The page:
Remington’s, Toronto’s storied gay strip bar, was abruptly shut down on May 9.
“The landlord locked the doors. We couldn’t even get inside,” says Shawn Parks, an assistant general manager at the club.
Parks says a former staffer failed to pay the rent. He calls it an “unfortunate miscommunication,” one that could have been avoided. The club reopened after nine days but, says Parks, the closure has taken a toll on business.
“Customers have been calling the club, asking if we’re open,” says Eric Rose, another Remington’s assistant general manager.
Parks says the peeler bar did not close because of liquor licence infractions or because of a breach of city bylaws. Also, says Parks, speculation that George Pratt, who operates George’s Play, is returning to the club is false, says Parks.
Meanwhile, Robby Sorensen, who managed Remington’s last year under a previous owner, returns to the club as general manager.
“I’ve watched this club make a lot of mistakes,” says Sorensen, who began his career at Remington’s as a dancer. Between managing the strippers and abiding by the city’s burlesque bylaws, Sorensen admits Remington’s is “a very hard club to run.”
Since reopening the club has made amends with its landlord, says Sorensen.
“It’s not like the business is in any jeopardy of failing,” he says. The next order of business, says Sorensen, is to “grab the club by the horns and make it fun again.”
That includes giving it a new name that Sorensen says will likely be revealed this summer.
Remington’s has a laundry list of items to get done, says Rose, that includes updating the club’s website, which allows users to browse pictures of the club’s dancers (the same eight dancers have been featured there for months).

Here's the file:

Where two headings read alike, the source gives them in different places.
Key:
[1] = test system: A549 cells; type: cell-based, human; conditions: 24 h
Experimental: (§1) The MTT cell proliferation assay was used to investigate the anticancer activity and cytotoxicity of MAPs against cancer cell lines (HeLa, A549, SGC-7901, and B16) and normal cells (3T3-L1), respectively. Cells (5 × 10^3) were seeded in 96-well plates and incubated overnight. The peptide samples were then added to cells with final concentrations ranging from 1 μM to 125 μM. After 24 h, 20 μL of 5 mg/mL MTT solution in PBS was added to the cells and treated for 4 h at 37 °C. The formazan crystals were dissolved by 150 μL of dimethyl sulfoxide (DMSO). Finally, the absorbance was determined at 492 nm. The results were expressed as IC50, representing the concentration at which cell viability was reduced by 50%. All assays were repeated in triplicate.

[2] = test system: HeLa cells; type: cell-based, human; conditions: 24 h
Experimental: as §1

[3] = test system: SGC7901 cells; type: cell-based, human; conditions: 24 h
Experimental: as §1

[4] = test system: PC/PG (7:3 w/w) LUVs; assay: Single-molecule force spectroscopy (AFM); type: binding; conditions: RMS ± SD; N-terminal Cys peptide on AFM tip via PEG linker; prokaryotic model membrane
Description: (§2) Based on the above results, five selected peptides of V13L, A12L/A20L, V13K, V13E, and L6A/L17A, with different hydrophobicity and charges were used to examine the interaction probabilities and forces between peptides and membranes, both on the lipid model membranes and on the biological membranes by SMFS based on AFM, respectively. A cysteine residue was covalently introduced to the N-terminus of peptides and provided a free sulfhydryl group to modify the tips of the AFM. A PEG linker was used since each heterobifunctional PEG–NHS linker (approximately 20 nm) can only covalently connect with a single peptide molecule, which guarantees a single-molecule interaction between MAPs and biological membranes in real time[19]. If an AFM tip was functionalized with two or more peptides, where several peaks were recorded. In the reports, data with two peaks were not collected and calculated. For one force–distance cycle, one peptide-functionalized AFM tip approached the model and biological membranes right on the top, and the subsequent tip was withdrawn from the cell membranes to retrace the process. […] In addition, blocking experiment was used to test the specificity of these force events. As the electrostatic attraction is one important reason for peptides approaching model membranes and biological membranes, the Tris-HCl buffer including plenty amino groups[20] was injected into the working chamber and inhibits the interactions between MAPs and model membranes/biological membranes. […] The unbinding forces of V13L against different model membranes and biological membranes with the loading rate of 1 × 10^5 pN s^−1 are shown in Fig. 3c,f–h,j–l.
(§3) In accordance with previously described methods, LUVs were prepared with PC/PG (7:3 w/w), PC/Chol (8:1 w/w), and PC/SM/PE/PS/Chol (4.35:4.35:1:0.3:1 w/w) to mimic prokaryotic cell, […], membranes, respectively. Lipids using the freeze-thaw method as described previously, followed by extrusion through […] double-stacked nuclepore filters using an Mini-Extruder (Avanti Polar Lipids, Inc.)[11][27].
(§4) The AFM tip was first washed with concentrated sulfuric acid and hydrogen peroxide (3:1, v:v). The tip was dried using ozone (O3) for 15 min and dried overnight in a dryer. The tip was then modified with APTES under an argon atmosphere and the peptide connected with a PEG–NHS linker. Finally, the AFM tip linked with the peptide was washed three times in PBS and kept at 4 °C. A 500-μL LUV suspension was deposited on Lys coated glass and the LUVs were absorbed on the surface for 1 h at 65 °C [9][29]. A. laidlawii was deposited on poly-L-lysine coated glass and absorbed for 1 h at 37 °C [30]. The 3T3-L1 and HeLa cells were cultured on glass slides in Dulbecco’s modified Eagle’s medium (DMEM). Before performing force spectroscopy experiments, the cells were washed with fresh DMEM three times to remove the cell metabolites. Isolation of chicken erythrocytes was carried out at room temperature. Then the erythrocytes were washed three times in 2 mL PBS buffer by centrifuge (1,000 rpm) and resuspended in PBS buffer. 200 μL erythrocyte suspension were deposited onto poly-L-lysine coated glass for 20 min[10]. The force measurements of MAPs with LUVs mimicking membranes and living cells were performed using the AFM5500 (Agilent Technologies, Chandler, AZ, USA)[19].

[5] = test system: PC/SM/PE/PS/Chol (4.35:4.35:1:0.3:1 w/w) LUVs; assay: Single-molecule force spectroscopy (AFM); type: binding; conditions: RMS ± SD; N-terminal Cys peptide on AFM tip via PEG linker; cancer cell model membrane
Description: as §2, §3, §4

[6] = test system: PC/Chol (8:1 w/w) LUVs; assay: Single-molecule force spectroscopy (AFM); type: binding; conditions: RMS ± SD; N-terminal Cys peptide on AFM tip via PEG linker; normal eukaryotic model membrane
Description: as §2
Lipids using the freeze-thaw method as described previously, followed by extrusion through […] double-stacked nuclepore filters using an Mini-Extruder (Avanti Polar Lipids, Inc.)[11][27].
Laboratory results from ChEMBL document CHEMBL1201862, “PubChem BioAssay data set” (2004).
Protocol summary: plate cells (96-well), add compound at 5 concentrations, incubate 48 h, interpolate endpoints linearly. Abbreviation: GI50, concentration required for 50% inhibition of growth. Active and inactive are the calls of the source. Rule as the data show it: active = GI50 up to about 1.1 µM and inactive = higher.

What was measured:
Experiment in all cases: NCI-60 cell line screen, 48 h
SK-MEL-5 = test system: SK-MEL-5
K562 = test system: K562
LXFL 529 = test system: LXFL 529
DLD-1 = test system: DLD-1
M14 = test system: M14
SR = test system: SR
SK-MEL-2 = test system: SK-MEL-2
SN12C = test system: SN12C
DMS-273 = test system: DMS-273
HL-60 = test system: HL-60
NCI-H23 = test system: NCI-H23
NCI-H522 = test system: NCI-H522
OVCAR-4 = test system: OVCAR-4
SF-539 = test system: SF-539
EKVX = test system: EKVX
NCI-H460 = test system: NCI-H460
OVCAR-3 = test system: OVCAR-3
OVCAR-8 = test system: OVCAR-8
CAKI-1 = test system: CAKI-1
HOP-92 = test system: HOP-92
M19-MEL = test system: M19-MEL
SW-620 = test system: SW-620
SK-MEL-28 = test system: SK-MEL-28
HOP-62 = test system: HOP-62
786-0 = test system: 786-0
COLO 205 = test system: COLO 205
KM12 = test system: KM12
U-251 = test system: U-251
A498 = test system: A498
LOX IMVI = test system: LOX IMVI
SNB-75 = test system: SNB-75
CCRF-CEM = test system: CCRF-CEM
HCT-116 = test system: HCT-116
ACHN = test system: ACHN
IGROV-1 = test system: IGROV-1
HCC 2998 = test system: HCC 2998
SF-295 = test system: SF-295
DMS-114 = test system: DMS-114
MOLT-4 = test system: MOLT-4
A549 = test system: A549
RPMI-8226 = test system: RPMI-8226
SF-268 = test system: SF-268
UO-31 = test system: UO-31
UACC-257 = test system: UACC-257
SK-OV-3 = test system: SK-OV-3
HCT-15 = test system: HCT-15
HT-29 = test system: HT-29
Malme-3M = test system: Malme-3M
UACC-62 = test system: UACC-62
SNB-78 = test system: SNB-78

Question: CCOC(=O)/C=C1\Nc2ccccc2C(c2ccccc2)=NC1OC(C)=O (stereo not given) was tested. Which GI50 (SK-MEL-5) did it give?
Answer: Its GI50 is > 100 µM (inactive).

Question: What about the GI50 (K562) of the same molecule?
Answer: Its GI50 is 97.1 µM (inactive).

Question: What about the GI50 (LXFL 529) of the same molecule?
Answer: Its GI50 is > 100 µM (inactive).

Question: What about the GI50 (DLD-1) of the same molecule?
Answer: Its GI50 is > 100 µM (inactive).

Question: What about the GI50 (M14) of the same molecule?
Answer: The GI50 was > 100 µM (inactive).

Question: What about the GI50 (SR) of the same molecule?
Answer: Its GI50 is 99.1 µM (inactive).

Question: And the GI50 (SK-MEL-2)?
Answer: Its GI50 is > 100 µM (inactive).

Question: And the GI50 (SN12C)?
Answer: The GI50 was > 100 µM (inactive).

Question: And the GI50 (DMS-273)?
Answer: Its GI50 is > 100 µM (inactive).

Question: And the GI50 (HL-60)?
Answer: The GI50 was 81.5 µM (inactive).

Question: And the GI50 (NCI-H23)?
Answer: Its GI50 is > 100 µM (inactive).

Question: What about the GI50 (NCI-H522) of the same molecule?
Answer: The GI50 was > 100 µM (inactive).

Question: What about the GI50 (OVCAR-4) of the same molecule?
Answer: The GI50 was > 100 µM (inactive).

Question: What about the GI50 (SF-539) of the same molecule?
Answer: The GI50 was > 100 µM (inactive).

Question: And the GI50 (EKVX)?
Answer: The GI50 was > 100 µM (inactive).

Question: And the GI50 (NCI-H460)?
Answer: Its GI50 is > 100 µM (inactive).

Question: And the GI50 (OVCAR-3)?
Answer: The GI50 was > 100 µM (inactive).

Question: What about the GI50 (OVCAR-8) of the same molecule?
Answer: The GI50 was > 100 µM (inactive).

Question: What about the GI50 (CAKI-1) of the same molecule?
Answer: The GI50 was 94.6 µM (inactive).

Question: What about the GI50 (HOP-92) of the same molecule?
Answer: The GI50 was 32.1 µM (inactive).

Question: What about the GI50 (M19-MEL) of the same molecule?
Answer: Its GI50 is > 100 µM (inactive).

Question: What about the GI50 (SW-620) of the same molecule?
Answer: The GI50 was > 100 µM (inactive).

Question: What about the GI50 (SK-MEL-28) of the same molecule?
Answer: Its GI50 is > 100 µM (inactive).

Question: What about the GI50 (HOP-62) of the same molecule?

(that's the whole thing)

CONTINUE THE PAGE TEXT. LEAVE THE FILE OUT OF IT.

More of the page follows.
Customers will also say sayonara to the upstairs private dance booths. The area, among other structural elements in the club, will be renovated over the next few months, says Sorensen.
Sorensen plans to launch gay afterhours nights, Fridays and Saturdays, in the club’s intimate upstairs space.
“It won’t be like the afterhours, shirts-off experience you’d get at Fly,” says Sorensen. “It’ll be a grown-up, intimate, Euro-style experience and, of course, gay.”
The new night will be called The Afterlife, and will “definitely launch before Pride,” says Sorensen.
Relocating Remmington’s to the village would be ideal, says Sorensen, but “unfortunately the club’s burlesque entertainment licence is married to the building.”
The City of Toronto does not grant or reissue burlesque entertainment licences for strip clubs.
“If our building ever gets torn down the business will go with it,” says Sorensen.